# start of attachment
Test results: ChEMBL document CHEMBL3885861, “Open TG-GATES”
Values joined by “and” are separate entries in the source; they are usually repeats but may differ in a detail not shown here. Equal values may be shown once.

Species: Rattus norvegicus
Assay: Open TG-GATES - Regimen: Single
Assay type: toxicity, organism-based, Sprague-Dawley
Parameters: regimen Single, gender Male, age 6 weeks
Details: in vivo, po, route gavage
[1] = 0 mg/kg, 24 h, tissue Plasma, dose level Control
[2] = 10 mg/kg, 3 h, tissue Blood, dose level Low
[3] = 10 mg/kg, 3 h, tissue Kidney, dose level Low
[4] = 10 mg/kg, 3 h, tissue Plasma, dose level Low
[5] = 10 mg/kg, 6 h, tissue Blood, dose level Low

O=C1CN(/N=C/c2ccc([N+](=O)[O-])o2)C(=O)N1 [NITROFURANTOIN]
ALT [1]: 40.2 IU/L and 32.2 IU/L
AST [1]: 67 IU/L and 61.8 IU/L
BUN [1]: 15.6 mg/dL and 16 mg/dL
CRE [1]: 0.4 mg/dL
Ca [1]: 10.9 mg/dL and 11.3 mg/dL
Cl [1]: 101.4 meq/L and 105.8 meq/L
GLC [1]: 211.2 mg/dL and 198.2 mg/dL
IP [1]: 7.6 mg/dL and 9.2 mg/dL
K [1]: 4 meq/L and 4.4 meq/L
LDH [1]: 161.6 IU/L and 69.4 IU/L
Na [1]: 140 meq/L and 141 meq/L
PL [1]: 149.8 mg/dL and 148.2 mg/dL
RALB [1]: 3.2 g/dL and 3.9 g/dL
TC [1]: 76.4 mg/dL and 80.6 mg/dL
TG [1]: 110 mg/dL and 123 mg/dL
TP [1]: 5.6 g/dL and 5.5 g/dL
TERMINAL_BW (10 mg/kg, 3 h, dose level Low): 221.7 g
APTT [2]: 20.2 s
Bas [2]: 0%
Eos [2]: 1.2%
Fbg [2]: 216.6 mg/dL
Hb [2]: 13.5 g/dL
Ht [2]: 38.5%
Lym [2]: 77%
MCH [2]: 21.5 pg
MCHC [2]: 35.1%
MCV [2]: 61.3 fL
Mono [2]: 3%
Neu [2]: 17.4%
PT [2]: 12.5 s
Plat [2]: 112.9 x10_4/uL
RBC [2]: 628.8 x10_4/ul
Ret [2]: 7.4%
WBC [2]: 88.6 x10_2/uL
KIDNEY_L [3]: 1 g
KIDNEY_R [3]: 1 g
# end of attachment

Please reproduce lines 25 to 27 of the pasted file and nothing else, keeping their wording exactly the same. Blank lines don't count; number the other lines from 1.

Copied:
PL [1]: 149.8 mg/dL and 148.2 mg/dL
RALB [1]: 3.2 g/dL and 3.9 g/dL
TC [1]: 76.4 mg/dL and 80.6 mg/dL